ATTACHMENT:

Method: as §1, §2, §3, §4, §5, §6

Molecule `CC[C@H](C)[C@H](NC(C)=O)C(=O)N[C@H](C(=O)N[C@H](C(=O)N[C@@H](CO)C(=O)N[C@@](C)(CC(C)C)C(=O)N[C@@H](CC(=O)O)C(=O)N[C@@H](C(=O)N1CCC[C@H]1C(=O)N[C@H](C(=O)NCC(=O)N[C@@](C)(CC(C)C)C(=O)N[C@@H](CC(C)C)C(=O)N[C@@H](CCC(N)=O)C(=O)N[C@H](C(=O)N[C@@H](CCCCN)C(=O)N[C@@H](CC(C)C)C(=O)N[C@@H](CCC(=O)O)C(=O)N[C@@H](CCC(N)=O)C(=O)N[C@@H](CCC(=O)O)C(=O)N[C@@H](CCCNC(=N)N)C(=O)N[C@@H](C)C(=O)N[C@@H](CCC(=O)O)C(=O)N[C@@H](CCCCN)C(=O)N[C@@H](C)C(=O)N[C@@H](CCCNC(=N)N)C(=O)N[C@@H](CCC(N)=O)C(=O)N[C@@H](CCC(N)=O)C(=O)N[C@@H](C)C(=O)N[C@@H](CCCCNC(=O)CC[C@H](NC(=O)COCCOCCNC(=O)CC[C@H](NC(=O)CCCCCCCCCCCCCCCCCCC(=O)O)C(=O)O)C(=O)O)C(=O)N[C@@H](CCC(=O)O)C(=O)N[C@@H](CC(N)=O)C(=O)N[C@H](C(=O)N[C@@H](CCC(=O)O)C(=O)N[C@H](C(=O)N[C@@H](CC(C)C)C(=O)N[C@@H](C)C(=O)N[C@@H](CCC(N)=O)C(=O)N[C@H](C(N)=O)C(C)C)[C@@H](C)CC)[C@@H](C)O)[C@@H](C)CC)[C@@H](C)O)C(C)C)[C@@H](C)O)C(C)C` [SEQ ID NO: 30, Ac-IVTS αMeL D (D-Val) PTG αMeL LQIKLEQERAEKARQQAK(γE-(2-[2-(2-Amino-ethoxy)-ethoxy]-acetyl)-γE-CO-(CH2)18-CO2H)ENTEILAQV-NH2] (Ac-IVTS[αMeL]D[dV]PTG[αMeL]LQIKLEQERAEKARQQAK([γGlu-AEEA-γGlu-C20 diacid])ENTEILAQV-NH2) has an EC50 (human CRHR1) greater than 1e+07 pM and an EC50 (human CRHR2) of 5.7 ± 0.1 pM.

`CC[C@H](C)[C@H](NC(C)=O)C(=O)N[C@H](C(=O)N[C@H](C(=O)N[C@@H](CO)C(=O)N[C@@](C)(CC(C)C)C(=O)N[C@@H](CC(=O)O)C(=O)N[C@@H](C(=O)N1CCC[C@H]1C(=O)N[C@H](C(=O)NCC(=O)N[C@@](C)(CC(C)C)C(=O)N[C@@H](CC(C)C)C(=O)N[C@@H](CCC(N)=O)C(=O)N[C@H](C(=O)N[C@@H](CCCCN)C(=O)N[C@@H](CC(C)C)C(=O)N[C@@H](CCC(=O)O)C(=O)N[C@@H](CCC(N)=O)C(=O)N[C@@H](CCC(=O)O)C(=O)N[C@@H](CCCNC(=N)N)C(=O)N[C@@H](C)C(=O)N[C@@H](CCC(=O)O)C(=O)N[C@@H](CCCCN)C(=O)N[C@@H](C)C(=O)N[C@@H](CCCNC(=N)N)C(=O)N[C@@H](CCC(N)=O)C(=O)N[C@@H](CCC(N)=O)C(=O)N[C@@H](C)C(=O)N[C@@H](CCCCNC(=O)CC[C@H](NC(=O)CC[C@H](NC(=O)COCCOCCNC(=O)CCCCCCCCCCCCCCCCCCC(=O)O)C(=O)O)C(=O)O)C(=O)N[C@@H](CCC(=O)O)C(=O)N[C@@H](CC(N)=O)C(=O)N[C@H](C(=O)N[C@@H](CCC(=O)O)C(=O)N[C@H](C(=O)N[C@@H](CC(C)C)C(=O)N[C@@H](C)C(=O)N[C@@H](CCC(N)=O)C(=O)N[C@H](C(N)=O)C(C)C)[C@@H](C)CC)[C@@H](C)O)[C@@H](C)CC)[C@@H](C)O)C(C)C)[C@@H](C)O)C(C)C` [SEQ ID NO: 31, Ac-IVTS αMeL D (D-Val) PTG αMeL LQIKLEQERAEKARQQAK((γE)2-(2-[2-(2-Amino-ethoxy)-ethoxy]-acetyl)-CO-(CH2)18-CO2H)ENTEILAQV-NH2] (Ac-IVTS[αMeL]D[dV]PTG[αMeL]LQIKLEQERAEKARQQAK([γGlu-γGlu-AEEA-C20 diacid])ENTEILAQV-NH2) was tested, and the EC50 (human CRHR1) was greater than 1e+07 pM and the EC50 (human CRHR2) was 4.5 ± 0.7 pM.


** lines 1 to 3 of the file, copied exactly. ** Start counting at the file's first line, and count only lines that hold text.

Method: as §1, §2, §3, §4, §5, §6

Molecule `CC[C@H](C)[C@H](NC(C)=O)C(=O)N[C@H](C(=O)N[C@H](C(=O)N[C@@H](CO)C(=O)N[C@@](C)(CC(C)C)C(=O)N[C@@H](CC(=O)O)C(=O)N[C@@H](C(=O)N1CCC[C@H]1C(=O)N[C@H](C(=O)NCC(=O)N[C@@](C)(CC(C)C)C(=O)N[C@@H](CC(C)C)C(=O)N[C@@H](CCC(N)=O)C(=O)N[C@H](C(=O)N[C@@H](CCCCN)C(=O)N[C@@H](CC(C)C)C(=O)N[C@@H](CCC(=O)O)C(=O)N[C@@H](CCC(N)=O)C(=O)N[C@@H](CCC(=O)O)C(=O)N[C@@H](CCCNC(=N)N)C(=O)N[C@@H](C)C(=O)N[C@@H](CCC(=O)O)C(=O)N[C@@H](CCCCN)C(=O)N[C@@H](C)C(=O)N[C@@H](CCCNC(=N)N)C(=O)N[C@@H](CCC(N)=O)C(=O)N[C@@H](CCC(N)=O)C(=O)N[C@@H](C)C(=O)N[C@@H](CCCCNC(=O)CC[C@H](NC(=O)COCCOCCNC(=O)CC[C@H](NC(=O)CCCCCCCCCCCCCCCCCCC(=O)O)C(=O)O)C(=O)O)C(=O)N[C@@H](CCC(=O)O)C(=O)N[C@@H](CC(N)=O)C(=O)N[C@H](C(=O)N[C@@H](CCC(=O)O)C(=O)N[C@H](C(=O)N[C@@H](CC(C)C)C(=O)N[C@@H](C)C(=O)N[C@@H](CCC(N)=O)C(=O)N[C@H](C(N)=O)C(C)C)[C@@H](C)CC)[C@@H](C)O)[C@@H](C)CC)[C@@H](C)O)C(C)C)[C@@H](C)O)C(C)C` [SEQ ID NO: 30, Ac-IVTS αMeL D (D-Val) PTG αMeL LQIKLEQERAEKARQQAK(γE-(2-[2-(2-Amino-ethoxy)-ethoxy]-acetyl)-γE-CO-(CH2)18-CO2H)ENTEILAQV-NH2] (Ac-IVTS[αMeL]D[dV]PTG[αMeL]LQIKLEQERAEKARQQAK([γGlu-AEEA-γGlu-C20 diacid])ENTEILAQV-NH2) has an EC50 (human CRHR1) greater than 1e+07 pM and an EC50 (human CRHR2) of 5.7 ± 0.1 pM.

`CC[C@H](C)[C@H](NC(C)=O)C(=O)N[C@H](C(=O)N[C@H](C(=O)N[C@@H](CO)C(=O)N[C@@](C)(CC(C)C)C(=O)N[C@@H](CC(=O)O)C(=O)N[C@@H](C(=O)N1CCC[C@H]1C(=O)N[C@H](C(=O)NCC(=O)N[C@@](C)(CC(C)C)C(=O)N[C@@H](CC(C)C)C(=O)N[C@@H](CCC(N)=O)C(=O)N[C@H](C(=O)N[C@@H](CCCCN)C(=O)N[C@@H](CC(C)C)C(=O)N[C@@H](CCC(=O)O)C(=O)N[C@@H](CCC(N)=O)C(=O)N[C@@H](CCC(=O)O)C(=O)N[C@@H](CCCNC(=N)N)C(=O)N[C@@H](C)C(=O)N[C@@H](CCC(=O)O)C(=O)N[C@@H](CCCCN)C(=O)N[C@@H](C)C(=O)N[C@@H](CCCNC(=N)N)C(=O)N[C@@H](CCC(N)=O)C(=O)N[C@@H](CCC(N)=O)C(=O)N[C@@H](C)C(=O)N[C@@H](CCCCNC(=O)CC[C@H](NC(=O)CC[C@H](NC(=O)COCCOCCNC(=O)CCCCCCCCCCCCCCCCCCC(=O)O)C(=O)O)C(=O)O)C(=O)N[C@@H](CCC(=O)O)C(=O)N[C@@H](CC(N)=O)C(=O)N[C@H](C(=O)N[C@@H](CCC(=O)O)C(=O)N[C@H](C(=O)N[C@@H](CC(C)C)C(=O)N[C@@H](C)C(=O)N[C@@H](CCC(N)=O)C(=O)N[C@H](C(N)=O)C(C)C)[C@@H](C)CC)[C@@H](C)O)[C@@H](C)CC)[C@@H](C)O)C(C)C)[C@@H](C)O)C(C)C` [SEQ ID NO: 31, Ac-IVTS αMeL D (D-Val) PTG αMeL LQIKLEQERAEKARQQAK((γE)2-(2-[2-(2-Amino-ethoxy)-ethoxy]-acetyl)-CO-(CH2)18-CO2H)ENTEILAQV-NH2] (Ac-IVTS[αMeL]D[dV]PTG[αMeL]LQIKLEQERAEKARQQAK([γGlu-γGlu-AEEA-C20 diacid])ENTEILAQV-NH2) was tested, and the EC50 (human CRHR1) was greater than 1e+07 pM and the EC50 (human CRHR2) was 4.5 ± 0.7 pM.